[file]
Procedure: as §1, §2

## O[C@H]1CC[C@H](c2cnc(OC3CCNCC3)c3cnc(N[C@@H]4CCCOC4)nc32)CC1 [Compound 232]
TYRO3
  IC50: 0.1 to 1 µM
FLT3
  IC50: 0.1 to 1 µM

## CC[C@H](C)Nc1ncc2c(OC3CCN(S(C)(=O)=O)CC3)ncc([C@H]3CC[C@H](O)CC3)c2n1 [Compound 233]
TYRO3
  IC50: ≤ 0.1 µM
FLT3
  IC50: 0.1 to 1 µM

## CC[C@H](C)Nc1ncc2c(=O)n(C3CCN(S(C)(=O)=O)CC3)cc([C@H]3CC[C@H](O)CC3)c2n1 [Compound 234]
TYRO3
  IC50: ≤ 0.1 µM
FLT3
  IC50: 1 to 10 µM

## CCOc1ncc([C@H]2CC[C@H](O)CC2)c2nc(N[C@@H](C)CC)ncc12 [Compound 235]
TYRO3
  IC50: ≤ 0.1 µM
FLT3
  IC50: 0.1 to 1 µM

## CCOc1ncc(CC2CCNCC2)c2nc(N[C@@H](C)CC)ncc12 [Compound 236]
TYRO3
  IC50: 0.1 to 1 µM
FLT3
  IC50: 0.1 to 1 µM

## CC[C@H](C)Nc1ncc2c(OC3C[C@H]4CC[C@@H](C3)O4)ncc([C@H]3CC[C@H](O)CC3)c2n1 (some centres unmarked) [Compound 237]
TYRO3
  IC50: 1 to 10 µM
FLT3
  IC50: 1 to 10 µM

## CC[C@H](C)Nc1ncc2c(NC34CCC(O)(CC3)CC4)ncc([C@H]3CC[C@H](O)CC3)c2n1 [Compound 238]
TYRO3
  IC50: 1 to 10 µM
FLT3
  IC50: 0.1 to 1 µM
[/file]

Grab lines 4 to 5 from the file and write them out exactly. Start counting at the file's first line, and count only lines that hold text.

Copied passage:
  IC50: 0.1 to 1 µM
FLT3